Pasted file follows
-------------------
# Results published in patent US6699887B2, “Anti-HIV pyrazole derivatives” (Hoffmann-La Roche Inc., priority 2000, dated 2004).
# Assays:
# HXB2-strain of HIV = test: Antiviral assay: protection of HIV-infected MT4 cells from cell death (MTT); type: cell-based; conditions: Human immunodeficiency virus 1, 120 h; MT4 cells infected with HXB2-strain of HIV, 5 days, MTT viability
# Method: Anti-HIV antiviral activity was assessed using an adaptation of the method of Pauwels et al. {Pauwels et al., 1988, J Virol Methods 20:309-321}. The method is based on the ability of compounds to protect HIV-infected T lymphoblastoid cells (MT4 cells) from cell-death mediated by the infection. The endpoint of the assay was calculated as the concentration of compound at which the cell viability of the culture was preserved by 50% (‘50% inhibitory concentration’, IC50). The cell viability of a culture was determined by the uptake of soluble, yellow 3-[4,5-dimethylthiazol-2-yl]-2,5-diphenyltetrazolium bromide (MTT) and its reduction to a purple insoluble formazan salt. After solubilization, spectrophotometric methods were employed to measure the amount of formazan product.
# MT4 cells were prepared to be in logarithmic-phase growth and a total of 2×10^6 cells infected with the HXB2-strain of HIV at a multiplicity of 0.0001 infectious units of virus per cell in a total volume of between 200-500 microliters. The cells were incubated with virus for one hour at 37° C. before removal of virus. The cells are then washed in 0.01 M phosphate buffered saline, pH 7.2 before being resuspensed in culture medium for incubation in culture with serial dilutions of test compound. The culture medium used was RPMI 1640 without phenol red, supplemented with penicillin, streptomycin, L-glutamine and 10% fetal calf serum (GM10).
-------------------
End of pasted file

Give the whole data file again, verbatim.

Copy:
# Results published in patent US6699887B2, “Anti-HIV pyrazole derivatives” (Hoffmann-La Roche Inc., priority 2000, dated 2004).
# Assays:
# HXB2-strain of HIV = test: Antiviral assay: protection of HIV-infected MT4 cells from cell death (MTT); type: cell-based; conditions: Human immunodeficiency virus 1, 120 h; MT4 cells infected with HXB2-strain of HIV, 5 days, MTT viability
# Method: Anti-HIV antiviral activity was assessed using an adaptation of the method of Pauwels et al. {Pauwels et al., 1988, J Virol Methods 20:309-321}. The method is based on the ability of compounds to protect HIV-infected T lymphoblastoid cells (MT4 cells) from cell-death mediated by the infection. The endpoint of the assay was calculated as the concentration of compound at which the cell viability of the culture was preserved by 50% (‘50% inhibitory concentration’, IC50). The cell viability of a culture was determined by the uptake of soluble, yellow 3-[4,5-dimethylthiazol-2-yl]-2,5-diphenyltetrazolium bromide (MTT) and its reduction to a purple insoluble formazan salt. After solubilization, spectrophotometric methods were employed to measure the amount of formazan product.
# MT4 cells were prepared to be in logarithmic-phase growth and a total of 2×10^6 cells infected with the HXB2-strain of HIV at a multiplicity of 0.0001 infectious units of virus per cell in a total volume of between 200-500 microliters. The cells were incubated with virus for one hour at 37° C. before removal of virus. The cells are then washed in 0.01 M phosphate buffered saline, pH 7.2 before being resuspensed in culture medium for incubation in culture with serial dilutions of test compound. The culture medium used was RPMI 1640 without phenol red, supplemented with penicillin, streptomycin, L-glutamine and 10% fetal calf serum (GM10).